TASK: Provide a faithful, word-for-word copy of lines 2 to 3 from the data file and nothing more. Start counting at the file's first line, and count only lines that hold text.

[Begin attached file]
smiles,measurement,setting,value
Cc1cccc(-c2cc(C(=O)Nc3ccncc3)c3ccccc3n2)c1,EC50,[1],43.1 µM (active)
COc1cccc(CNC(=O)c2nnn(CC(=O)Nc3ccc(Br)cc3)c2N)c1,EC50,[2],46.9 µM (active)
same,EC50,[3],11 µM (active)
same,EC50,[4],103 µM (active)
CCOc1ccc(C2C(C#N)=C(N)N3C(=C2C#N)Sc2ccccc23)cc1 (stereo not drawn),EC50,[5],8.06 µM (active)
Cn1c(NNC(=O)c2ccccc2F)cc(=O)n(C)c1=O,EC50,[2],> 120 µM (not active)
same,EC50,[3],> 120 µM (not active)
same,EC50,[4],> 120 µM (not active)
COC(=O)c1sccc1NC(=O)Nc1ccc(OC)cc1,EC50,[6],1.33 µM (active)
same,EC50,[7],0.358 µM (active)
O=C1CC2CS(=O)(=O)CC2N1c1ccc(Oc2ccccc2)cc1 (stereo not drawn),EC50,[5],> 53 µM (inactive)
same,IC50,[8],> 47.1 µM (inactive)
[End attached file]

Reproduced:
Cc1cccc(-c2cc(C(=O)Nc3ccncc3)c3ccccc3n2)c1,EC50,[1],43.1 µM (active)
COc1cccc(CNC(=O)c2nnn(CC(=O)Nc3ccc(Br)cc3)c2N)c1,EC50,[2],46.9 µM (active)